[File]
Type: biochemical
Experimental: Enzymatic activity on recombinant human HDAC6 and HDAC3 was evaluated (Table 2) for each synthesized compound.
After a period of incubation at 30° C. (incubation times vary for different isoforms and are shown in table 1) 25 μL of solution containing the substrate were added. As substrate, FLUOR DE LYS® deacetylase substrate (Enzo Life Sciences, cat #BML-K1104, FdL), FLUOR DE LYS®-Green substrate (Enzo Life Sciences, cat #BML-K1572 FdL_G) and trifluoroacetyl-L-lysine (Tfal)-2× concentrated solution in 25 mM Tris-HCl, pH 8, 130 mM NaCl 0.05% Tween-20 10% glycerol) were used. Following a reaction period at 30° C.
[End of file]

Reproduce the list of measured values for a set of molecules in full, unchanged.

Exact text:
Type: biochemical
Experimental: Enzymatic activity on recombinant human HDAC6 and HDAC3 was evaluated (Table 2) for each synthesized compound.
After a period of incubation at 30° C. (incubation times vary for different isoforms and are shown in table 1) 25 μL of solution containing the substrate were added. As substrate, FLUOR DE LYS® deacetylase substrate (Enzo Life Sciences, cat #BML-K1104, FdL), FLUOR DE LYS®-Green substrate (Enzo Life Sciences, cat #BML-K1572 FdL_G) and trifluoroacetyl-L-lysine (Tfal)-2× concentrated solution in 25 mM Tris-HCl, pH 8, 130 mM NaCl 0.05% Tween-20 10% glycerol) were used. Following a reaction period at 30° C.